The First Texas News Barons
Contact: Alison Beck, Associate Director
Center for American History
Phone: (512) 495-4515
Fax: (512) 495-4542
Date: November 15, 2005
The First Texas News Barons by Dr. Patrick Cox is the newest publication in the Focus on American History Series, Center for American History (CAH), University of Texas at Austin. Dr. Don Carleton, CAH Director, serves as the Series Editor. The University of Texas Press released the publication on November 1, 2005.
This historical study explores and analyzes the role that newspaper publishers played in transforming Texas into a modern state. By promoting expanded industrialization and urbanization, as well as a more modern image of Texas as a Southwestern, rather than Southern, state, news barons in the early decades of the twentieth century laid the groundwork for the enormous economic growth and social changes that followed World War II. Yet their contribution to the modernization of Texas is largely unrecognized.
This book investigates how newspaper owners such as A. H. Belo and George B. Dealey of the Dallas Morning News, Edwin Kiest of the Dallas Times Herald, William P. Hobby and Oveta Culp Hobby of the Houston Post, Jesse H. Jones and Marcellus Foster of the Houston Chronicle, and Amon G. Carter Sr. of the Fort Worth Star-Telegram paved the way for the modern state of Texas.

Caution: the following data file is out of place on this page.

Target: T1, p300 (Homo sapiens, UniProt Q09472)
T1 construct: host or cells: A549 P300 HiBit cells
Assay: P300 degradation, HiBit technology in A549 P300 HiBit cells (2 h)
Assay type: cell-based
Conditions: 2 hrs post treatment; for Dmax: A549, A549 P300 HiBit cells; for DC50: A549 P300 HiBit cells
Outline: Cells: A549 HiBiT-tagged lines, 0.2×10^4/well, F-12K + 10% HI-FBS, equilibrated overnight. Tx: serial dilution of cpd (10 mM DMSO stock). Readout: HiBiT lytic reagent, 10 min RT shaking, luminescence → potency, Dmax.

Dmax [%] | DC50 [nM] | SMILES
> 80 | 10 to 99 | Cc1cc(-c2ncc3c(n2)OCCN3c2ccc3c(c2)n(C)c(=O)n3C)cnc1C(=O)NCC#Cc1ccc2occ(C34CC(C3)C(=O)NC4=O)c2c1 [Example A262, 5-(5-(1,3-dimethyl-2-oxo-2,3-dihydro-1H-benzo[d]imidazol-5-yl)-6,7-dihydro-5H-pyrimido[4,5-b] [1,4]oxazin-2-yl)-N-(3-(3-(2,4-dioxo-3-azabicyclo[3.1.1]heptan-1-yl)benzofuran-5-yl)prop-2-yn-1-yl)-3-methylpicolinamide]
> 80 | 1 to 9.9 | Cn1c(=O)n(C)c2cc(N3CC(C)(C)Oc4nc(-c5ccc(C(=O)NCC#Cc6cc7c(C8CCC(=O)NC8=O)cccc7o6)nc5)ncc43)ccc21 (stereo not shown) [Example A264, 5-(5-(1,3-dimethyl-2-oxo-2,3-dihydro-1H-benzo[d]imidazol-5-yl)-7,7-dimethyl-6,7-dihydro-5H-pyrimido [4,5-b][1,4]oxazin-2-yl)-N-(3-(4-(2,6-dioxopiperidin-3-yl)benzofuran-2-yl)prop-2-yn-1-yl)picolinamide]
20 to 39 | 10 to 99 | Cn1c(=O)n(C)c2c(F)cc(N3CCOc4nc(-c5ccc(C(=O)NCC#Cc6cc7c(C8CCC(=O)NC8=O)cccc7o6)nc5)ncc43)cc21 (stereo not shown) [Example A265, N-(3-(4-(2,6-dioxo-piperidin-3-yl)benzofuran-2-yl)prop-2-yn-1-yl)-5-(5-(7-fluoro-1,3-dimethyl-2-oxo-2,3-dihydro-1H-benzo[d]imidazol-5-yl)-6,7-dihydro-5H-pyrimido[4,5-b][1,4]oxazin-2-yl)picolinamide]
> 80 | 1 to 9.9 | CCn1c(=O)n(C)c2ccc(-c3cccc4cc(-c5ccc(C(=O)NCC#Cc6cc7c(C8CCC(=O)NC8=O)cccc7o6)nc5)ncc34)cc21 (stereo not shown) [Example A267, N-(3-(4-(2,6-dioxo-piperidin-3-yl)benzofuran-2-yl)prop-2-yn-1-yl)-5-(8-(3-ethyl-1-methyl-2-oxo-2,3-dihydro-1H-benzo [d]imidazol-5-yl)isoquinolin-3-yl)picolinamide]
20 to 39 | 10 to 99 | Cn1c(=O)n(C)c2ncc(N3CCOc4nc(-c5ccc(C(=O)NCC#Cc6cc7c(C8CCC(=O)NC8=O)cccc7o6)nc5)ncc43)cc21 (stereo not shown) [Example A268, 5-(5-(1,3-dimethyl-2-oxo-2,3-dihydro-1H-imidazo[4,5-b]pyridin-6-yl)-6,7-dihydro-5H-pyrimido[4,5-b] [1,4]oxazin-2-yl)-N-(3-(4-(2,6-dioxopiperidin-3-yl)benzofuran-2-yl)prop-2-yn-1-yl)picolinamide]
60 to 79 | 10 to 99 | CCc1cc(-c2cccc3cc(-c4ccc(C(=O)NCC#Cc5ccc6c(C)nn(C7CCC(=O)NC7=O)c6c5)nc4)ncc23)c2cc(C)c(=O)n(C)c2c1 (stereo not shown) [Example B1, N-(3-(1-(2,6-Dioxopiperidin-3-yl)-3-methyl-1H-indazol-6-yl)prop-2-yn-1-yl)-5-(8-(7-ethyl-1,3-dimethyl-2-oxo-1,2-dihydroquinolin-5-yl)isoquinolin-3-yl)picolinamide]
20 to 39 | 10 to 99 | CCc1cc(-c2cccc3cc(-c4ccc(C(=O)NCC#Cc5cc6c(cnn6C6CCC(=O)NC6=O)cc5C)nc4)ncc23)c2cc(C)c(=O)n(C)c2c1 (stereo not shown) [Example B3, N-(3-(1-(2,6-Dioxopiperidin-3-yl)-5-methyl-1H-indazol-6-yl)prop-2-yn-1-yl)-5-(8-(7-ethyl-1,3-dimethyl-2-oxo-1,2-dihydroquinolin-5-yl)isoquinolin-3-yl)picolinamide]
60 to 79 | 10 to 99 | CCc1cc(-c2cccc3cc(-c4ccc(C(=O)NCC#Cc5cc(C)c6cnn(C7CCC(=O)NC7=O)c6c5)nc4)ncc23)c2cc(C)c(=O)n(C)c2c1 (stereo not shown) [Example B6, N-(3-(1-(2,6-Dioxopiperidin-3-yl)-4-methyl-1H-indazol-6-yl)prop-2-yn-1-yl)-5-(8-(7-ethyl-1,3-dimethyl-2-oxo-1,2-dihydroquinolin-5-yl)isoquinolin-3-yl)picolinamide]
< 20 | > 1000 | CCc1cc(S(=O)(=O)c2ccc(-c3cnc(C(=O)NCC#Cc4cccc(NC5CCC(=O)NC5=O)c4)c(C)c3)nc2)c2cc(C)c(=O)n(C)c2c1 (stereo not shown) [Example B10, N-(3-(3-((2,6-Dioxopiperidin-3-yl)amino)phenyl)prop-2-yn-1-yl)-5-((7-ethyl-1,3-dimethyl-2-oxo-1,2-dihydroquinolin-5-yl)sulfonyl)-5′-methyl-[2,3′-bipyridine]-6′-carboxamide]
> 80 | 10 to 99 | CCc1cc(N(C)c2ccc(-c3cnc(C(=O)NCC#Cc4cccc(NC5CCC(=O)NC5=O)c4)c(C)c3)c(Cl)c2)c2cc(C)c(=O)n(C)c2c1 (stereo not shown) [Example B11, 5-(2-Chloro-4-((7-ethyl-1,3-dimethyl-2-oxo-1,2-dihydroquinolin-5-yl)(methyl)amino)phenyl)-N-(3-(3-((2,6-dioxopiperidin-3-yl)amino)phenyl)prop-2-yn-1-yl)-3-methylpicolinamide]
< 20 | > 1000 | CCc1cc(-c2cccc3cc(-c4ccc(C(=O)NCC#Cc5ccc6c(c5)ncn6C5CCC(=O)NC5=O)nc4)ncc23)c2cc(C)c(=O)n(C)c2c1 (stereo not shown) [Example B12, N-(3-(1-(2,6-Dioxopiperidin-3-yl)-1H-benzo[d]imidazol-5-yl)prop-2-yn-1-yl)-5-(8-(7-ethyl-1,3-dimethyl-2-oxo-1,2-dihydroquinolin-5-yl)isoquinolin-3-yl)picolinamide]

Dr. Cox explores how these news barons identified the needs of the state and set out to attract the private investors and public funding that would boost the state’s civic and military infrastructure, oil and gas industries, real estate market, and agricultural production. He shows how newspaper owners used events such as the Texas Centennial to promote tourism and create a uniquely Texan identity for the state. To balance the record, Cox also demonstrates that the news barons downplayed the interests of significant groups of Texans, including minorities, the poor and underemployed, union members, and a majority of women.
Dr. Patrick Cox is Assistant Director of the Center for American History at the University of Texas at Austin, where he is responsible for the Center’s Congressional History Collection, the Institute for American News Media History, the Sam Rayburn Museum in Bonham, Texas, and the John Nance Garner Museum in Uvalde, Texas. His previous books include the award-winning Ralph W. Yarborough, the People’s Senator and (as coeditor) Profiles in Power: Twentieth-Century Texans in Washington, New Edition.